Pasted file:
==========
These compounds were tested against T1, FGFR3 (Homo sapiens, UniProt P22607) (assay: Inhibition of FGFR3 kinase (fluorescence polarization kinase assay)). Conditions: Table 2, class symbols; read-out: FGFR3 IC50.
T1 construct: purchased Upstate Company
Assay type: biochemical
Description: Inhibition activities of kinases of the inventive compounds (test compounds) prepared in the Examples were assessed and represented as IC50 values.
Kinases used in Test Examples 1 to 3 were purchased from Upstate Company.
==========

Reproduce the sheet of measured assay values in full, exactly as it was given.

These compounds were tested against T1, FGFR3 (Homo sapiens, UniProt P22607) (assay: Inhibition of FGFR3 kinase (fluorescence polarization kinase assay)). Conditions: Table 2, class symbols; read-out: FGFR3 IC50.
T1 construct: purchased Upstate Company
Assay type: biochemical
Description: Inhibition activities of kinases of the inventive compounds (test compounds) prepared in the Examples were assessed and represented as IC50 values.
Kinases used in Test Examples 1 to 3 were purchased from Upstate Company.